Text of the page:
Avoid Fungicide Resistance Development in Peaches

Jim Rogers Disease, Georgia, Peaches, Top Posts

By Clint Thompson

Avoiding fungicide resistance in peach production is front and center of Phil Brannen’s presentation this week at the Southeast Regional Fruit and Vegetable Conference in Savannah, Georgia.

The University of Georgia Cooperative Extension Fruit Disease Specialist cautions producers about overusing products like Miravis to protect against peach scab disease.

“The thing about Miravis that’s tempting is it’s really, really good on peach scab. If you absolutely need it for peach scab, if you’re having a problem with peach scab, I’d use it. But we don’t want to overuse it because of the potential for resistance development,” Brannen said.

Fungicide Resistance
credit UGA/Phil Brannen

Peach scab is a fungal disease that thrives in a wet environment. It’s easily identifiable by scabs or spots of greenish to black color that appear on the fruit, twigs, shoots and leaves. Cracking can occur, which allows for additional pathogens to invade the fruit and cause damage. If left untreated, it can degrade the crop’s aesthetic appeal.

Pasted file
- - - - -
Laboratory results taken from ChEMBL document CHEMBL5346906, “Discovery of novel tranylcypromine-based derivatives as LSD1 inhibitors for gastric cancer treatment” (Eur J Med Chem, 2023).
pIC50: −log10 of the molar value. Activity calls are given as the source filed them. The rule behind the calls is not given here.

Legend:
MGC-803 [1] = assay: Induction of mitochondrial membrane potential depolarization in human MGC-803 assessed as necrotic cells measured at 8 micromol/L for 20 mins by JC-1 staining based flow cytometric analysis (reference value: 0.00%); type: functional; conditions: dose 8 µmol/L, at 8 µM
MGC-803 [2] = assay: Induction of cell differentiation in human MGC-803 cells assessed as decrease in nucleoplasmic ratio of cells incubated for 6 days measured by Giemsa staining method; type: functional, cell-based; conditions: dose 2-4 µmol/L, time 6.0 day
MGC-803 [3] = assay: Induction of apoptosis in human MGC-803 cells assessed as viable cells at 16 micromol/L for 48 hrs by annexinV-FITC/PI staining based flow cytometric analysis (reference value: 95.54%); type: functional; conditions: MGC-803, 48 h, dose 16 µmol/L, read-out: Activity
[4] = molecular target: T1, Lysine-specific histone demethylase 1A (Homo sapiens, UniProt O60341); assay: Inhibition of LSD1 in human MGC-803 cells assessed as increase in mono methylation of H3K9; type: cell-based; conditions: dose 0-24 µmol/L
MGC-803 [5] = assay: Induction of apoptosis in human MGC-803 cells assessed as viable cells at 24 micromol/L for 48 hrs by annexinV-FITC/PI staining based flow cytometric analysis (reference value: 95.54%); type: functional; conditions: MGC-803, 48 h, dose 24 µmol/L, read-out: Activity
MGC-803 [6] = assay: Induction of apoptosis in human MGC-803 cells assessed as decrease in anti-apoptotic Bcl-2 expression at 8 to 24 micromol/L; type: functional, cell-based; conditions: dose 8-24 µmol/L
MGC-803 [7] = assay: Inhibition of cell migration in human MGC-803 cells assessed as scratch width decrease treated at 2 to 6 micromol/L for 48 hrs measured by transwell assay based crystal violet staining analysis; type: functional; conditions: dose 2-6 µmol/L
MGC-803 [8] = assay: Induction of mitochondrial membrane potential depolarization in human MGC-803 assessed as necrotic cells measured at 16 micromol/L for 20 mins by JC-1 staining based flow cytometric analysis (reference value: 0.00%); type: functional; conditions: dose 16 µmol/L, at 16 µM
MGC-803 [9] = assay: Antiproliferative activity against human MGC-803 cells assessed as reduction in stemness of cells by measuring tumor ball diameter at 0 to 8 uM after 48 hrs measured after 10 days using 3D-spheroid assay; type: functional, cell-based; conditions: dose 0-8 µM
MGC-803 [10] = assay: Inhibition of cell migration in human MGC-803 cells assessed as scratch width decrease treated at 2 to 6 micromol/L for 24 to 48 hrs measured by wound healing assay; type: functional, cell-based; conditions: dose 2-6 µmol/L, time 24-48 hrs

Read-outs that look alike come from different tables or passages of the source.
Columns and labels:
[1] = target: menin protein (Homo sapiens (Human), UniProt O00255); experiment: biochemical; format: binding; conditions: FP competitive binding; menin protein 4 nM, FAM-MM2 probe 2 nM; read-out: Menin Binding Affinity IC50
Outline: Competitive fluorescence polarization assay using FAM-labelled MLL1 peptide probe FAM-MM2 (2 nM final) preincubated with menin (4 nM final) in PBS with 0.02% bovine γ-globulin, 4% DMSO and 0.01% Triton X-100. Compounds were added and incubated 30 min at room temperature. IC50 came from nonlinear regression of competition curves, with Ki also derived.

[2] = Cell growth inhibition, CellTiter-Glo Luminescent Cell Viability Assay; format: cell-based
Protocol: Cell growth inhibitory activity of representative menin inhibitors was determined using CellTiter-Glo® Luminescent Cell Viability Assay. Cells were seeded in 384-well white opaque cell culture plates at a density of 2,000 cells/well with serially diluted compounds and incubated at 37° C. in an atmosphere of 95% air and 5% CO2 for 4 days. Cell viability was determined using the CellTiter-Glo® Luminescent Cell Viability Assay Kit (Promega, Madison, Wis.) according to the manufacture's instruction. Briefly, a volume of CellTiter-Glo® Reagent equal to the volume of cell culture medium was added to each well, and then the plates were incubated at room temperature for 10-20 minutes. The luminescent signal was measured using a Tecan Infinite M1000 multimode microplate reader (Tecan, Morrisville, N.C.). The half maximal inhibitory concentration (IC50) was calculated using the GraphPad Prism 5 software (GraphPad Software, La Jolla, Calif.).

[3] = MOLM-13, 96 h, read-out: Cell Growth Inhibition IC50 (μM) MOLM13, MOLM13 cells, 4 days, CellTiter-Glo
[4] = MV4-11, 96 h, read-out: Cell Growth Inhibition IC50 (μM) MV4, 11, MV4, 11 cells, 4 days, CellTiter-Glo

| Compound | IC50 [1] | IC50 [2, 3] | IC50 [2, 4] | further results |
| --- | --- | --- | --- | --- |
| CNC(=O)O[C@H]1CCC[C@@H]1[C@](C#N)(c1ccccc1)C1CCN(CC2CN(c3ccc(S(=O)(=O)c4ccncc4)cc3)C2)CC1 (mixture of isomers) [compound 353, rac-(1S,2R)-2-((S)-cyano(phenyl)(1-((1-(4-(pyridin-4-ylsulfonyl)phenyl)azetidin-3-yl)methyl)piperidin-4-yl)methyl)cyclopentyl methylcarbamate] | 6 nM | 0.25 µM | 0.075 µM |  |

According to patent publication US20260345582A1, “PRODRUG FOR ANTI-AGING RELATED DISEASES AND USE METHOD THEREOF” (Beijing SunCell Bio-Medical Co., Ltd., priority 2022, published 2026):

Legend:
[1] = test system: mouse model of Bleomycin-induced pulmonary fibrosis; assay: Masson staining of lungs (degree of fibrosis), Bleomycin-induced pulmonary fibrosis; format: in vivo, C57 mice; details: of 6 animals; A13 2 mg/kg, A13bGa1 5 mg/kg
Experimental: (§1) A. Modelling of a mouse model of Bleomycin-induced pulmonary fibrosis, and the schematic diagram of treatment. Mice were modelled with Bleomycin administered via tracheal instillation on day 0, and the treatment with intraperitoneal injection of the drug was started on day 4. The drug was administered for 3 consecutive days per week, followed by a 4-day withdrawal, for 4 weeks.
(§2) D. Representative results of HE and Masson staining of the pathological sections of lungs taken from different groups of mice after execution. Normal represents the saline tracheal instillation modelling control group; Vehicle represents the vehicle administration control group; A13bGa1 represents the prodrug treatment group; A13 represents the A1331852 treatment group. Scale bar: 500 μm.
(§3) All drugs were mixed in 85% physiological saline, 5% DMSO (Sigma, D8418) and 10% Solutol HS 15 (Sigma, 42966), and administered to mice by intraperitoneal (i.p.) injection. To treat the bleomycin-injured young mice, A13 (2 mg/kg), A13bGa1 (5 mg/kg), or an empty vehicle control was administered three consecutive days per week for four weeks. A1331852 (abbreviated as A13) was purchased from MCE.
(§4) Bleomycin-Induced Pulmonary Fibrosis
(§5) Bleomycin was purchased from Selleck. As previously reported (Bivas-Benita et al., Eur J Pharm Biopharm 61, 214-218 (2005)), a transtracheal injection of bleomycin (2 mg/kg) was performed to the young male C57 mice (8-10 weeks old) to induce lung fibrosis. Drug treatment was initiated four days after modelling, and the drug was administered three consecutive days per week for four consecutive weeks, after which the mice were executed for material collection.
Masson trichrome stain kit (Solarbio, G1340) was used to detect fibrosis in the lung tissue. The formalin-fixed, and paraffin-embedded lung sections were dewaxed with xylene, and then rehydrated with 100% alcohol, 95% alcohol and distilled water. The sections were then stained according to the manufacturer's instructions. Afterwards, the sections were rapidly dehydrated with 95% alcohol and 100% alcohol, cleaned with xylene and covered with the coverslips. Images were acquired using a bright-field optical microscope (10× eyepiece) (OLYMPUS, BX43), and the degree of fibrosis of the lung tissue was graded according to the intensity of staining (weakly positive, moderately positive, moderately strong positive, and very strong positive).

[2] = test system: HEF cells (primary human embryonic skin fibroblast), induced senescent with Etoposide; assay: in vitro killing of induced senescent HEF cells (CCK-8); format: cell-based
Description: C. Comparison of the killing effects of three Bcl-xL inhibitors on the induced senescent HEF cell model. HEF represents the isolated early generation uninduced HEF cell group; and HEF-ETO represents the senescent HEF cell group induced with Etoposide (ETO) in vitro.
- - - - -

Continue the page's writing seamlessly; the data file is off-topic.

Brannen researched Miravis and its effectiveness on peach scab. It yielded the best management option for growers.

“It’s definitely the best product available for peach scab control,” Brannen said. “If they’ve got a problem with peach scab, if they know it’s going to rain a whole lot at petal fall and shuck split, chlorothalonil generally is effective. But it’s a contact material and will wash off especially if it rains right after you put it out. You might want to consider putting out one application at shuck split of Miravis, but we’re really warning them not to overdo that.

“We’re scared about resistance development. We want to save all those products for brown rot control.”

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